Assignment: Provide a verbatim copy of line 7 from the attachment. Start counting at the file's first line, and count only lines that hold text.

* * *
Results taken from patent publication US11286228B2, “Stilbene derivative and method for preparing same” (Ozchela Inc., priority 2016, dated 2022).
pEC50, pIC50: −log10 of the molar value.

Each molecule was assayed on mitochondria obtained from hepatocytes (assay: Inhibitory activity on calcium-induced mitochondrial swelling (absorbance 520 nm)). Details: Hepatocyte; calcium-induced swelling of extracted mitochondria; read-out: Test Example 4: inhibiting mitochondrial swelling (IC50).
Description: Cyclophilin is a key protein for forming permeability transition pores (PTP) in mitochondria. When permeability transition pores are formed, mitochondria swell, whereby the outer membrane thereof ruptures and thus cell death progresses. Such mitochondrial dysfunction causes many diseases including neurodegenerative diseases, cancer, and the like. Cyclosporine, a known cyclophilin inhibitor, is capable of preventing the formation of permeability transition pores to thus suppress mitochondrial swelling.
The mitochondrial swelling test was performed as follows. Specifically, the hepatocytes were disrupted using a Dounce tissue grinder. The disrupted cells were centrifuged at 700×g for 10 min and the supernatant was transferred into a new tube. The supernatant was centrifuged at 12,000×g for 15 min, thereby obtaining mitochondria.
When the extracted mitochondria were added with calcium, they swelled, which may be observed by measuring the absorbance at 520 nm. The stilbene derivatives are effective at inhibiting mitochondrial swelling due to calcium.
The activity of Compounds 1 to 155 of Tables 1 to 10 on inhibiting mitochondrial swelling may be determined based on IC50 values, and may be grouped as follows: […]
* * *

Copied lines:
The activity of Compounds 1 to 155 of Tables 1 to 10 on inhibiting mitochondrial swelling may be determined based on IC50 values, and may be grouped as follows: […]